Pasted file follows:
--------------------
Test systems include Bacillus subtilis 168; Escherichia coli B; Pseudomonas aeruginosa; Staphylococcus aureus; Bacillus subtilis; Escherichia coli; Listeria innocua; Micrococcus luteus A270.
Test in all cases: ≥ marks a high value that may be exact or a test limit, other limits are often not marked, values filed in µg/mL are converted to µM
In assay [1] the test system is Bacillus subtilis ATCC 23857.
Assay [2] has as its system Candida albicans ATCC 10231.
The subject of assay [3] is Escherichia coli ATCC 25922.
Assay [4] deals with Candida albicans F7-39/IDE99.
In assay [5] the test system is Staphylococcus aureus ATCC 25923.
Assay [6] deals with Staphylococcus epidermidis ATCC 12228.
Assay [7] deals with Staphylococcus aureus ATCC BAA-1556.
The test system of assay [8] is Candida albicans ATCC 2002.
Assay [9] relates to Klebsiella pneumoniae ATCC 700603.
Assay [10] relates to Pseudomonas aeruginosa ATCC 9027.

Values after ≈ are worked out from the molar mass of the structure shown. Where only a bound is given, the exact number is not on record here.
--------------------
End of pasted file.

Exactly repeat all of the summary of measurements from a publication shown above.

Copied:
Test systems include Bacillus subtilis 168; Escherichia coli B; Pseudomonas aeruginosa; Staphylococcus aureus; Bacillus subtilis; Escherichia coli; Listeria innocua; Micrococcus luteus A270.
Test in all cases: ≥ marks a high value that may be exact or a test limit, other limits are often not marked, values filed in µg/mL are converted to µM
In assay [1] the test system is Bacillus subtilis ATCC 23857.
Assay [2] has as its system Candida albicans ATCC 10231.
The subject of assay [3] is Escherichia coli ATCC 25922.
Assay [4] deals with Candida albicans F7-39/IDE99.
In assay [5] the test system is Staphylococcus aureus ATCC 25923.
Assay [6] deals with Staphylococcus epidermidis ATCC 12228.
Assay [7] deals with Staphylococcus aureus ATCC BAA-1556.
The test system of assay [8] is Candida albicans ATCC 2002.
Assay [9] relates to Klebsiella pneumoniae ATCC 700603.
Assay [10] relates to Pseudomonas aeruginosa ATCC 9027.

Values after ≈ are worked out from the molar mass of the structure shown. Where only a bound is given, the exact number is not on record here.